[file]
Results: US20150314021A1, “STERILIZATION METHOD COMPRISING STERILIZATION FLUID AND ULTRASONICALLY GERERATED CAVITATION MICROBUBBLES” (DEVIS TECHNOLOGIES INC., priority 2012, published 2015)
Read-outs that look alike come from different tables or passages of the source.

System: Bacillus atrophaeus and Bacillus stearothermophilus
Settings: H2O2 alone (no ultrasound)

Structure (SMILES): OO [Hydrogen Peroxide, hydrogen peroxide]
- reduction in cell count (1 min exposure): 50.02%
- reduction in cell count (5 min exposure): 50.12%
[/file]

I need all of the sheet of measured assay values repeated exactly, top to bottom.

Results: US20150314021A1, “STERILIZATION METHOD COMPRISING STERILIZATION FLUID AND ULTRASONICALLY GERERATED CAVITATION MICROBUBBLES” (DEVIS TECHNOLOGIES INC., priority 2012, published 2015)
Read-outs that look alike come from different tables or passages of the source.

System: Bacillus atrophaeus and Bacillus stearothermophilus
Settings: H2O2 alone (no ultrasound)

Structure (SMILES): OO [Hydrogen Peroxide, hydrogen peroxide]
- reduction in cell count (1 min exposure): 50.02%
- reduction in cell count (5 min exposure): 50.12%